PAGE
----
Lament is holy. It exists throughout Scripture. God’s faithful people wail in pain, anger, and sorrow when they are captured and exiled from their homeland, or otherwise endure the conquest of other foreign armies. Lament is God’s invitation for us to bring our wailing directly to God, because there is no expression of pain too severe for God to handle.
Lament is not for the faint of heart. It takes all the grief you feel inside and externalizes it. You might be able to ignore grief, but you cannot ignore lament.
And quite frankly, for the past 2 years, I worry that that’s largely what we have been doing: ignoring our grief, because it is just so much to bear, and because, well, quite frankly, we haven’t exactly had time for it when we’ve been in survival mode, trying to literally live through a pandemic. We’re walking around with shoulders dislocated from the burden of grief because confronting that injury and setting it right would require so much more pain than what we’re able to limp along with right now. Pain that would be so overwhelming that it would cause outright, unfettered, yowling, wailing lament.
How can we really fathom over 950,000 — that’s almost a million — Americans dead from Covid-19, and almost 6 million worldwide? Russia invading Ukraine, and the possibility of nuclear war? Trans kids being persecuted, not just by classmates, but by their elected public servants, hunting them down to throw their caretakers in jail? Black bodies being treated as disposable by the forces sworn to protect them? Asian bodies under attack by random acts of hatred? Remember 2 years ago, as the world was about to shut down, and we said that it would probably just be a few weeks before it all passed? And here we are, 2 years later, still wearing masks and not entirely convinced that this time really was the last time a new variant would threaten a return to normal? How can we really begin to face just how much we have lost over the past 2 years, and how broken the world is?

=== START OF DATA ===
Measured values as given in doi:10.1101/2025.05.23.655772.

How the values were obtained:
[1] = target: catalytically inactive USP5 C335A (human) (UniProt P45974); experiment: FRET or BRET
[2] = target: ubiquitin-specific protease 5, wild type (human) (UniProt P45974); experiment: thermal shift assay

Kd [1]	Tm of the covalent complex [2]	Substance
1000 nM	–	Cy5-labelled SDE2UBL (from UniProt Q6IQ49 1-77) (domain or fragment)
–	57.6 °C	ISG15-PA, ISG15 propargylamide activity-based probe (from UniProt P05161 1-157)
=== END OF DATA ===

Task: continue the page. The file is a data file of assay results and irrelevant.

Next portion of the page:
It’s so tempting to want to walk away from that hardship. When we’ve been famished in the desert for a long time already, the temptation toward the quick nourishment of convenient escape is strong. And in fact, those are the moments our own faith can be used against us. “Aren’t you a Christian? Isn’t your faith supposed to mean you know how to handle all this stuff?” Not unlike the devil quoting scripture to Jesus: “Go ahead, throw yourself off this roof. Doesn’t your faith say, ‘God will command angels concerning you, to protect you?’” We’ll be breaking down some of that bad theology in our Wednesday night lenten series this year.